To mark World Wildlife Day this Wednesday, Wolves will join WWF in removing nature from their club crest with the aim of highlighting the dramatic loss of biodiversity globally and the social and economic risks it poses.
For the first time in its 60-year history, WWF will remove the iconic panda from its logo for the day, while the wolf will be removed from the Wolves badge for the second year running to highlight the emptiness of a world without nature.
Russell Jones, general manager of marketing and commercial growth at Wolves, said: “We are removing the wolf from our badge today to support and raise awareness of World Wildlife Day. In many countries around the world the wolf is an endangered animal.
“Just last year we partnered with the WWF in Mexico to raise awareness of the endangered Mexican wolf. As part of the campaign we worked with local schools to educate them on the dramatic impact that losing an apex predator has on the overall ecosystem. At the end of the lesson they all understood that the wolf, which is often portrayed as the evil character in children’s books and songs is actually a hero, bringing life to hundreds of other animals.”
Global populations of mammals, birds, amphibians, reptiles and fish have suffered an average two-thirds decline in less than half a century, according to WWF’s Living Planet Report 2020. The report also shows that if the world carries on with “business as usual”, rates of biodiversity loss seen since 1970 will continue between now and 2050. These losses would at best take decades to reverse, and further irreversible biodiversity losses are likely, resulting in a planet that cannot support current and future generations of people.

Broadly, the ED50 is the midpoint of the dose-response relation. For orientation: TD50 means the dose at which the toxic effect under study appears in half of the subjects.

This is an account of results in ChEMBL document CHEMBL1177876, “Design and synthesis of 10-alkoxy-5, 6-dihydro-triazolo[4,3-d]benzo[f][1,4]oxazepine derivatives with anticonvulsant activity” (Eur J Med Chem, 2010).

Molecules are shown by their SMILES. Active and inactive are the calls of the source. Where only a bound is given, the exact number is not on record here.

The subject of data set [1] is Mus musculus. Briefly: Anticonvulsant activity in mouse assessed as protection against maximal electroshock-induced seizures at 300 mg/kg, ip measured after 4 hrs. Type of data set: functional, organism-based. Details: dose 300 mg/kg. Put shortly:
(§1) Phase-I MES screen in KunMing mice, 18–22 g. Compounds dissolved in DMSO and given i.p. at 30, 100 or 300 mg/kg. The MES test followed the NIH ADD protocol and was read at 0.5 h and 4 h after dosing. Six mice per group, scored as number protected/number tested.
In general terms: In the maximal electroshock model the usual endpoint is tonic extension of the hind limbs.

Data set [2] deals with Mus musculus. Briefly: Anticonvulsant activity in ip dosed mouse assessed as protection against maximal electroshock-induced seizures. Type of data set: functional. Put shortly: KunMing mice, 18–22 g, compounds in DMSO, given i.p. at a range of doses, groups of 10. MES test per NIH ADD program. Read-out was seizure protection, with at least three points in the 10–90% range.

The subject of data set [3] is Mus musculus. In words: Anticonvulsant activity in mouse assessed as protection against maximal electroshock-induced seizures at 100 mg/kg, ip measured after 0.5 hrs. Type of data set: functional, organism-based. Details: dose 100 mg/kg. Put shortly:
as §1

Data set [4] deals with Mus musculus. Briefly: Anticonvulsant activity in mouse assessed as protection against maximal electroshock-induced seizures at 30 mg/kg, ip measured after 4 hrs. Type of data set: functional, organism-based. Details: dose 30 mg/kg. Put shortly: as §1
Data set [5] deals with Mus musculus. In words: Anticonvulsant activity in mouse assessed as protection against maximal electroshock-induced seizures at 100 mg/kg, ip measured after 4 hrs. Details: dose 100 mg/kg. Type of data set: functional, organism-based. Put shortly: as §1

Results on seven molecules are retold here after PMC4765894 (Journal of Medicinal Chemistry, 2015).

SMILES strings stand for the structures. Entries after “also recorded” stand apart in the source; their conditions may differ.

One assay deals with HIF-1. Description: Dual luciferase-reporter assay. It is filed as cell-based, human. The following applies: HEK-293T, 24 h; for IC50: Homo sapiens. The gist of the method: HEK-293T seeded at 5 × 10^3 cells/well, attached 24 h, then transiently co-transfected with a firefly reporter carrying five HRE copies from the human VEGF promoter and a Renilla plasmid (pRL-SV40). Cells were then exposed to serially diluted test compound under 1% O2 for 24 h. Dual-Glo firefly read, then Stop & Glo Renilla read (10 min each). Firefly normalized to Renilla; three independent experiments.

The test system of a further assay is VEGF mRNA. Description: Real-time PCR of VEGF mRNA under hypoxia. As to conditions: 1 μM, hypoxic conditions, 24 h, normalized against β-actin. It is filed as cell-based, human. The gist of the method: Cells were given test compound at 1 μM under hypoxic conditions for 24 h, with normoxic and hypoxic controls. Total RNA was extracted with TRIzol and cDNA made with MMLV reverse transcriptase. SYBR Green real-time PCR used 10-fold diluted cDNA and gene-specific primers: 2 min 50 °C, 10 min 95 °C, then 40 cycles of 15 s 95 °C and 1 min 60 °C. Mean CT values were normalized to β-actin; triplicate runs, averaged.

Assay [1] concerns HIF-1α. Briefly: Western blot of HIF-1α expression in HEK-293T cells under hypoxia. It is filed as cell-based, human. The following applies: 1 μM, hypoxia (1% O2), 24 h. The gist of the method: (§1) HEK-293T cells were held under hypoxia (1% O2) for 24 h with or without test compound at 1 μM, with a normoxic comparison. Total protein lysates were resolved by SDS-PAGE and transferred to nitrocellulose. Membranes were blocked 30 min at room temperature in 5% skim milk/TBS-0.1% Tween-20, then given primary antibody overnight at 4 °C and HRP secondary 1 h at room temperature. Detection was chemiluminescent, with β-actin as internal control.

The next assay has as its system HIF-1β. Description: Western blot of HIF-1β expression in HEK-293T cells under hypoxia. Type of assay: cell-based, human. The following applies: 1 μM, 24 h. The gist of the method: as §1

Wednesday’s campaign was originally the brainchild of One Minute Briefs, created on World Wildlife Day last year. The idea received widespread praise on social media and has now been brought to life with support from the Voice for the Planet coalition which includes WWF, Conservation International, The Nature Conservancy, the International Union for Conservation of Nature and the RSPB.
Later this year, governments from around the world will meet to agree a new global agreement for nature, like the one we have for climate. WWF is calling on global leaders to step up to the challenge of delivering an ambitious global plan to tackle biodiversity loss and set nature on the path to recovery this decade. Wolves supporters can show world leaders they care about a more sustainable future for all by adding their voice for the planet.
Felicity Glennie Holmes, executive director, communications and marketing at WWF International, said: “We want to show what a world without nature would look like, because in less than 50 years, human activity has resulted in wildlife populations plummeting by an average of 68 per cent - and with every part of nature that we extinguish, we lose another important link to human and planetary health.
“Today we’re joining forces with some of the world’s best-loved brands to remove nature-related images from our logos to show how empty a #WorldWithoutNature would be. Globally, we need to reverse our direction and start restoring nature. And we need governments around the world to seize the opportunities this year to take action, so that we avert the risk of nature disappearing for good and our natural world thrives.”